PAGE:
Since the settlement announcement, the bank’s shares are down 5.6 percent, compared with a 0.3 percent decline in the KBW Nasdaq Bank Index, which tracks the shares of leading banks.
Committee for Better Banks, a group that advocates for better wages and working conditions in the industry, called Wells Fargo’s decision a victory for bankers facing high-pressure sales goals. But more work must be done, the group said.
“Predatory sales goals are rampant at big banks across the country,” committee member and former Wells Fargo branch manager Julie Miller said in a statement.
Richard Cordray, director of the Consumer Financial Protection Bureau, told CNBC on Monday that the behavior of Wells Fargo’s employees “should not occur at any bank.” He said he “has no indication” that similar activity “is happening on any kind of systematic basis at other banks.”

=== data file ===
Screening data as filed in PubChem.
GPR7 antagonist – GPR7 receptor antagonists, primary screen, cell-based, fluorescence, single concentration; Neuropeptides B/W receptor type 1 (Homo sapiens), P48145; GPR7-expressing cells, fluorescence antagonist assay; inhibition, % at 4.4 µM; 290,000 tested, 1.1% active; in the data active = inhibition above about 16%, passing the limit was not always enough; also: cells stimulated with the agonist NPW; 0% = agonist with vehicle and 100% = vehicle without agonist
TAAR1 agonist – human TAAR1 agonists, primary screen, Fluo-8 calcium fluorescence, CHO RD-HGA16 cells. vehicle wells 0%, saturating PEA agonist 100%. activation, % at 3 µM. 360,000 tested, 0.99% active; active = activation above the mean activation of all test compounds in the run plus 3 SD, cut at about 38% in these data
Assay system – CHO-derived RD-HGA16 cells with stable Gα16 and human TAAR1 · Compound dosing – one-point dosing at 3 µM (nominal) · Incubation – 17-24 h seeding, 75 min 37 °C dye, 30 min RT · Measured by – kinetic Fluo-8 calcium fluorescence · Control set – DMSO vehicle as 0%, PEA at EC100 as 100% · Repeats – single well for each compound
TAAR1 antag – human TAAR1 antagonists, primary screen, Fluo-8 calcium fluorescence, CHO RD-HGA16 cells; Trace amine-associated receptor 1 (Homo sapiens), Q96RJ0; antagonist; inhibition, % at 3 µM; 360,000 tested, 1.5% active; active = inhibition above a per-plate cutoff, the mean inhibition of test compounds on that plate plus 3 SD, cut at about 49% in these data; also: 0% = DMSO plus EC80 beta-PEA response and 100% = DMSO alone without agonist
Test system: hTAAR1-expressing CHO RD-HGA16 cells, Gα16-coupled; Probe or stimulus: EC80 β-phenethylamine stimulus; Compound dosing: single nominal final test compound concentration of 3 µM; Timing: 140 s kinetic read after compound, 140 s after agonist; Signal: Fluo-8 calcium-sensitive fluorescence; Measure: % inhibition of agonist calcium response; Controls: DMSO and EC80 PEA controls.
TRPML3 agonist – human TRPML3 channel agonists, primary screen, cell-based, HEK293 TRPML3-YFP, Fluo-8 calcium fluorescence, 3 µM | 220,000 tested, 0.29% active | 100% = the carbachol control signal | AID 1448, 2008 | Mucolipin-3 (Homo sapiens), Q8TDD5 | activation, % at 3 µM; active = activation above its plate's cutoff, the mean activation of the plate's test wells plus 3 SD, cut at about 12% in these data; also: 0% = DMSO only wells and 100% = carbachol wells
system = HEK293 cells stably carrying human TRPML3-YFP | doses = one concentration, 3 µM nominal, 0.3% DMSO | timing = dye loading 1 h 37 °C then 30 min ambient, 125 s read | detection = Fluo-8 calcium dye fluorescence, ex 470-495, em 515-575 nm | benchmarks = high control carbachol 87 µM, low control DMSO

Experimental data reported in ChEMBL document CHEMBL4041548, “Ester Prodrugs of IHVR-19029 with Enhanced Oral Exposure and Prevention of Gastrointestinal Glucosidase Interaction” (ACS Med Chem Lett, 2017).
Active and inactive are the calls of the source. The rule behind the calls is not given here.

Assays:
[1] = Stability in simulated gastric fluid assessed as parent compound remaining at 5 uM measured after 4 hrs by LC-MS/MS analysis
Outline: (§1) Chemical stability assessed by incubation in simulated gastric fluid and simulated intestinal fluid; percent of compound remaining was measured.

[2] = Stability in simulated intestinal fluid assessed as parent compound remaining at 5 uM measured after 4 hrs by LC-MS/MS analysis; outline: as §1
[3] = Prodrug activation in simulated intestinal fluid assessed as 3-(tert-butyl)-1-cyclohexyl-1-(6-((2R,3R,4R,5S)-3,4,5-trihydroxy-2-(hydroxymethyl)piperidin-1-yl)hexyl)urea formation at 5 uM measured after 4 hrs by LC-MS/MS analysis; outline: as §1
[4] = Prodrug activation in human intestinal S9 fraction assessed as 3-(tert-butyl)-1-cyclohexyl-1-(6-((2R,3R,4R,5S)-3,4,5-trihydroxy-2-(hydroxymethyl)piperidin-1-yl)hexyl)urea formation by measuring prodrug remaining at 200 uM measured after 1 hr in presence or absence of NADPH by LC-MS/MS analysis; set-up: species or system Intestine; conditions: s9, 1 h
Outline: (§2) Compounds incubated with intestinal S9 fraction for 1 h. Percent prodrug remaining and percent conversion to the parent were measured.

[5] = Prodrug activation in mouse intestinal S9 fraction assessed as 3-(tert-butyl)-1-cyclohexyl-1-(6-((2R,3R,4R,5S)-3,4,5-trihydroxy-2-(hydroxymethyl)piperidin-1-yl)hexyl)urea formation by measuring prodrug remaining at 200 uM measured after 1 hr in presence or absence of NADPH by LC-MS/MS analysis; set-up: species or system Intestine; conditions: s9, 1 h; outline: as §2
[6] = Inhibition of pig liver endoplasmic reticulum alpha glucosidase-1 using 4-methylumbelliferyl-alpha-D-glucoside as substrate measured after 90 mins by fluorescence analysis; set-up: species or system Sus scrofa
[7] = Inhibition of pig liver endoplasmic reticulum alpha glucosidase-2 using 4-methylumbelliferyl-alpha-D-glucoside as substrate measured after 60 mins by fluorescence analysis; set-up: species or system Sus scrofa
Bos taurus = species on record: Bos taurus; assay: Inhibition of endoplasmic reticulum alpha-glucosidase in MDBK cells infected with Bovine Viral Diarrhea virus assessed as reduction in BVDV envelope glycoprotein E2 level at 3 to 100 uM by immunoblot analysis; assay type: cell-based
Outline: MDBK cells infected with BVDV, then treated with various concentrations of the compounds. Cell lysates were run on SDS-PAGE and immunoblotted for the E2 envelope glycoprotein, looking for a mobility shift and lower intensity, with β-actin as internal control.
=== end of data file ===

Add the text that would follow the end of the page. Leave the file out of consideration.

Wells Fargo’s success with cross-selling, a common practice in the industry, has helped make it attractive to investors. Stumpf told CNBC that Wells Fargo won’t discontinue the practice. “We love cross-sell,” he said.
The bank has sought to instill its cross-selling culture with sayings like “Eight is Great,” referring to the ideal number of products it wants each customer household to have.
But regulators said Wells Fargo employees under pressure to hit such targets took part in a “widespread illegal practice” by secretly opening more than 2 million deposit and credit card accounts. The bank’s employees, spurred also by bonuses for meeting goals, created phony email addresses to enroll some customers in online banking without their knowledge, regulators said.
In reaching Thursday’s settlement, Wells Fargo did not admit or deny allegations.
‘Not a revenue-generating activity’
Shrewsberry, the CFO, on Tuesday described the behavior as being isolated to “lower performers” who were seeking to meet sales goals in order to hang on to their jobs.
For Wells Fargo, such behavior did not provide a large boost to the company’s bottom line, he added.